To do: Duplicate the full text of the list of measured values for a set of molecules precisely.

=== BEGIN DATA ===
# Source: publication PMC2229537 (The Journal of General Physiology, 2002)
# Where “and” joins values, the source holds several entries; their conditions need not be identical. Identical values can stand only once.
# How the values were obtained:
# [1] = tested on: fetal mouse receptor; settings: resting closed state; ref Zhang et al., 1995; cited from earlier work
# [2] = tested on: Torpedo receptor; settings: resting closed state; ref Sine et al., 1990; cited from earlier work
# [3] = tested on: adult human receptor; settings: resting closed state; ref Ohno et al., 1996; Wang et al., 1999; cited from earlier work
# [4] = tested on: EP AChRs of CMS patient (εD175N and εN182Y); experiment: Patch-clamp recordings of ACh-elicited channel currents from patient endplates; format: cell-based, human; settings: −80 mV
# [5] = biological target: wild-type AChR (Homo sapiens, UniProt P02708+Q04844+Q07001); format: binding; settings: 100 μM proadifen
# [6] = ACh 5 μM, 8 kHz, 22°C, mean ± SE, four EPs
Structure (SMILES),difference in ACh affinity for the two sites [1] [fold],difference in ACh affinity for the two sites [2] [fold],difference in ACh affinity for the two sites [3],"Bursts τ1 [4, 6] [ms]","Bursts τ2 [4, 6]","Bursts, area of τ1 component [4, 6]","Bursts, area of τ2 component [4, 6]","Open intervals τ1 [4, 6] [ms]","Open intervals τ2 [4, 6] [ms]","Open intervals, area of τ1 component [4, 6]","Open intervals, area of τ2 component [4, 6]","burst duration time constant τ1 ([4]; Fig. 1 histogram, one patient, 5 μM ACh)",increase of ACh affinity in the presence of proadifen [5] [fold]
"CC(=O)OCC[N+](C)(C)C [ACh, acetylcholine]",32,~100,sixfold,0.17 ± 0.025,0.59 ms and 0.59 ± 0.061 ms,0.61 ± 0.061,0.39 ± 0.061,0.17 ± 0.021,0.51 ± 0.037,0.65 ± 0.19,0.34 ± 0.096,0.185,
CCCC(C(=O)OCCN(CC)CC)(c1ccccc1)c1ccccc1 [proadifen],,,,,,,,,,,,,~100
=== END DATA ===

# Source: publication PMC2229537 (The Journal of General Physiology, 2002)
# Where “and” joins values, the source holds several entries; their conditions need not be identical. Identical values can stand only once.
# How the values were obtained:
# [1] = tested on: fetal mouse receptor; settings: resting closed state; ref Zhang et al., 1995; cited from earlier work
# [2] = tested on: Torpedo receptor; settings: resting closed state; ref Sine et al., 1990; cited from earlier work
# [3] = tested on: adult human receptor; settings: resting closed state; ref Ohno et al., 1996; Wang et al., 1999; cited from earlier work
# [4] = tested on: EP AChRs of CMS patient (εD175N and εN182Y); experiment: Patch-clamp recordings of ACh-elicited channel currents from patient endplates; format: cell-based, human; settings: −80 mV
# [5] = biological target: wild-type AChR (Homo sapiens, UniProt P02708+Q04844+Q07001); format: binding; settings: 100 μM proadifen
# [6] = ACh 5 μM, 8 kHz, 22°C, mean ± SE, four EPs
Structure (SMILES),difference in ACh affinity for the two sites [1] [fold],difference in ACh affinity for the two sites [2] [fold],difference in ACh affinity for the two sites [3],"Bursts τ1 [4, 6] [ms]","Bursts τ2 [4, 6]","Bursts, area of τ1 component [4, 6]","Bursts, area of τ2 component [4, 6]","Open intervals τ1 [4, 6] [ms]","Open intervals τ2 [4, 6] [ms]","Open intervals, area of τ1 component [4, 6]","Open intervals, area of τ2 component [4, 6]","burst duration time constant τ1 ([4]; Fig. 1 histogram, one patient, 5 μM ACh)",increase of ACh affinity in the presence of proadifen [5] [fold]
"CC(=O)OCC[N+](C)(C)C [ACh, acetylcholine]",32,~100,sixfold,0.17 ± 0.025,0.59 ms and 0.59 ± 0.061 ms,0.61 ± 0.061,0.39 ± 0.061,0.17 ± 0.021,0.51 ± 0.037,0.65 ± 0.19,0.34 ± 0.096,0.185,
CCCC(C(=O)OCCN(CC)CC)(c1ccccc1)c1ccccc1 [proadifen],,,,,,,,,,,,,~100